Stephen King once described short stories as “a quick kiss in the dark from a stranger,” which I used to think was cool and mysterious and romantic and now realize is pretty creepy and stalkerish and actually kind of assault now that I really think about it.
Authorial definitions change, is my point. How we define fiction and our work and ourselves, it’s a constant, frantic, Jarod-from-The–Pretender-which-was-a-really-good-and-underrated-TV-show-in-my-opinion evolution.
Take me. Ten years ago (Jesus, yes, ten fucking years) I was the Short Story Guy. I had a semi-popular short story podcast. I won short story awards. I had short stories in magazines and anthologies and on other podcasts all the time, it felt like. I wrote a short story a week at one point. My first book was a short story collection. I ingested short story mythology both SFF and non-SFF like it would give me short story super powers. It was what I loved to write. Then I found out you need money or you can’t like, buy stuff. So I became the Screenwriter Guy. I wrote a dozen movies that never got made, but for which I received checks that did clear. I wrote some other stuff that did get made, like webseries and TV shows and animated series. I moved out to Los Angeles and wrote more unmade movies and more stuff that did get made like an entertainment show that’s actually on your Apple TV right now.
I still wrote short stories, albeit infrequently, but I didn’t bother with publishing. I didn’t see much point, honestly.
A few years ago I started doing fiction seriously again, and I became the Self-Pub Guy. And I started with short stories, because that’s what I knew and what I largely wrote and I had a bunch of ’em stored up. They did okay, and that led to longer stuff, as it often does. Lately I’ve been the Novella Series Guy. I did a self-pub novella series throughout 2014, now I’m doing my Sin du Jour series as standalone print/e/audiobooks for Tor.com Publishing, and I just had a new one announced with indie publisher From Parts Unknown. It’s an old and new thing and I’m enjoying either rediscovering it or being on the frontier or both (publishing is weird that way).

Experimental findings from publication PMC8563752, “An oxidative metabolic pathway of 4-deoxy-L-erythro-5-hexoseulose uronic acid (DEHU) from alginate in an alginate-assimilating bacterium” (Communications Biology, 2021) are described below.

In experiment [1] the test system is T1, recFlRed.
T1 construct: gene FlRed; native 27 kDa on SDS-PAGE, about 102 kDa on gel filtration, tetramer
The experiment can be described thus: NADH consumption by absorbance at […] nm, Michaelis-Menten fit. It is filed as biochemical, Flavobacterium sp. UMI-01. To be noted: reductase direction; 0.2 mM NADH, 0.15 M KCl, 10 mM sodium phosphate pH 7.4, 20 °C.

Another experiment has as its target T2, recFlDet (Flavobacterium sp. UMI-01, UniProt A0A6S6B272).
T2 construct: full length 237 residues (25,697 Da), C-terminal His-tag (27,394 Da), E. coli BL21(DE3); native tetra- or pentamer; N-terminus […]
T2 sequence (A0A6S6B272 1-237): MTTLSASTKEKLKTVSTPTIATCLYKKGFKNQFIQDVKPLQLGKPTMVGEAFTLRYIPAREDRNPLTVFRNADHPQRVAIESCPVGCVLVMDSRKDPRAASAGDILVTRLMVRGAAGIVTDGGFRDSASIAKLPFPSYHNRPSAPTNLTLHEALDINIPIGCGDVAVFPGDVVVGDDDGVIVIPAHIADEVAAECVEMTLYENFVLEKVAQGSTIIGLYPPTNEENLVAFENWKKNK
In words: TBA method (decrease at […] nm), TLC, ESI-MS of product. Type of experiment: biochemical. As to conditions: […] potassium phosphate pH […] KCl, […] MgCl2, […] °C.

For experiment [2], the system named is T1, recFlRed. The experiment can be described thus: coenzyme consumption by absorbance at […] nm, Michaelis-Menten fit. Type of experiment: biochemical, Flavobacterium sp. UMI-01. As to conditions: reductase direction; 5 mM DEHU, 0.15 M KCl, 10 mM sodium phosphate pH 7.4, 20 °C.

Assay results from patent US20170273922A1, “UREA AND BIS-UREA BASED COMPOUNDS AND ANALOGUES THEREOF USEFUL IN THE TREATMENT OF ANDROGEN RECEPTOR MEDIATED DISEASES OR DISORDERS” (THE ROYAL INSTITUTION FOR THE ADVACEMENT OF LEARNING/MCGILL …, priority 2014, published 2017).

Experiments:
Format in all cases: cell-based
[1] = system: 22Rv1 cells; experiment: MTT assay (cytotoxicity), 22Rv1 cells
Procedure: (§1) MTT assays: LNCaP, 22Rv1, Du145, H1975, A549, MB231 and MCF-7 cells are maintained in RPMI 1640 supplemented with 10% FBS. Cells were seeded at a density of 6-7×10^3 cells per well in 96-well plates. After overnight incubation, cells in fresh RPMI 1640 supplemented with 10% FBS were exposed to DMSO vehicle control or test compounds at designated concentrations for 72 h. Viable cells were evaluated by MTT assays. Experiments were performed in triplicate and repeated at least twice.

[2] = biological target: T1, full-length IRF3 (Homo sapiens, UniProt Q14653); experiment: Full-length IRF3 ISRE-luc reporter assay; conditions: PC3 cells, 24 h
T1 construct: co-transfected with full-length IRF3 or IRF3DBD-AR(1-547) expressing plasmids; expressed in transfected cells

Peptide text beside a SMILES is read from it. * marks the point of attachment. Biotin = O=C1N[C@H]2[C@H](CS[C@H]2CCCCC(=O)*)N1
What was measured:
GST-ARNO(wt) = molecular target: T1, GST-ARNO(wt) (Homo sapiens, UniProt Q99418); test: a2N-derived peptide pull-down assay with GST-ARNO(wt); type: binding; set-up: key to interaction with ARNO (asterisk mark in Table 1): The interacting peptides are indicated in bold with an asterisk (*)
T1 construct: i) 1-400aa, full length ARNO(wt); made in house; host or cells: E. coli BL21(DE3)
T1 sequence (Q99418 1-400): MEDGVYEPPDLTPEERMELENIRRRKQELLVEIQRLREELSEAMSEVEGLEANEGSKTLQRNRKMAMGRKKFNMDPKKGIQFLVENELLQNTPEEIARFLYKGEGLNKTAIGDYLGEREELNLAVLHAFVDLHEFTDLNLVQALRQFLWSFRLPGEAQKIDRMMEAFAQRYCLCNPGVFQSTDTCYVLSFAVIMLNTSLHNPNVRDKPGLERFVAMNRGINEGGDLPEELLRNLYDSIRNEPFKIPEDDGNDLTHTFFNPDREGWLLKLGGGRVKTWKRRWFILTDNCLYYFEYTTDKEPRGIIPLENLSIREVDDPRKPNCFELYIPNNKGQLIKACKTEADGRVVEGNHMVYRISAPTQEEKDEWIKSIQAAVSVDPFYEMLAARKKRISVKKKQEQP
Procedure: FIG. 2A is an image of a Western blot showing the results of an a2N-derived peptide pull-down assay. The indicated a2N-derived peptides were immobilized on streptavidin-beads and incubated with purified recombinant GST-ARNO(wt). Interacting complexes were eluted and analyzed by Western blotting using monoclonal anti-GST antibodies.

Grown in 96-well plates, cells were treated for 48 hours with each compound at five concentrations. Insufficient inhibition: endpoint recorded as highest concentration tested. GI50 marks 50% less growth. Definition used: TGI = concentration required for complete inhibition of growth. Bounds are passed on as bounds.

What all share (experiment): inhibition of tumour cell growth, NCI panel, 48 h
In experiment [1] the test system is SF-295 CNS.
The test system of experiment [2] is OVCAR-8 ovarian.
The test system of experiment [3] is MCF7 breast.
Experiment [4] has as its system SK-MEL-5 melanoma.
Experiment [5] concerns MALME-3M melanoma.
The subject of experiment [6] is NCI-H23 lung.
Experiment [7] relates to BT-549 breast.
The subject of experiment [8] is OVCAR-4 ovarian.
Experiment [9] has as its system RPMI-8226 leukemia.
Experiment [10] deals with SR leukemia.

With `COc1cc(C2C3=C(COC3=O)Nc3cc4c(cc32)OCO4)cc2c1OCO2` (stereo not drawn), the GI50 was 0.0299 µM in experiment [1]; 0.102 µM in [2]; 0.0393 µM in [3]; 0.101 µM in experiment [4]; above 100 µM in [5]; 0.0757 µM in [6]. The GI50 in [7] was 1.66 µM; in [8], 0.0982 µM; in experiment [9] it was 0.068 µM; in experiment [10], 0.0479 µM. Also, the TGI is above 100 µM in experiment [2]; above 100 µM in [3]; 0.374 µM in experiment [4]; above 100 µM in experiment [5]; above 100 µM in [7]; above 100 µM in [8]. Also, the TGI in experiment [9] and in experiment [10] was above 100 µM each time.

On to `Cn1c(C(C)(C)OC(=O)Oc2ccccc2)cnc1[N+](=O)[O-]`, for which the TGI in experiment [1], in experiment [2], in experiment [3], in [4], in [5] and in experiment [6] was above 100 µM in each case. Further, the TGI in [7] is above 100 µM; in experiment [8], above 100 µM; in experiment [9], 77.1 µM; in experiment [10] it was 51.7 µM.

All of this is to say I am all of these things except for periods when I’m none of these things and who you are and what you do as a writer often depends on whether it’s before lunch or after lunch and I have a new short story Out There for the first time in a while. Two years, in fact, since my last short story was published (“Sundae” on the wonderful YA podcast Cast of Wonders). And three years, I believe, since my last entirely new short story was published (“The Shotokan Masters,” which I released myself as an Amazon single for Kindle).
Today “Small Wars” is up on Tor.com and you can read it right now for free, which is always rad. It’s set in the world of my Sin du Jour books, taking place between the first two and also recounting via flashback how the Stocking & Receiving Department (often referred to in reviews as the “procurement” team) came together. I dig this story for a lot of reasons, the first being I’ve always loved movies and books about elite quasi-military teams tasked with dangerous missions, like Richards Brooks’ The Professionals (one of my all-time favorites) and Walter Hill’s Extreme Prejudice. The procurement team is my nod to that sub-genre, and one of that sub-genre’s staples and my favorite bits in all the movies is the “getting the team together scene/montage.” I finally got to do that in this story, so that’s an achievement unlocked.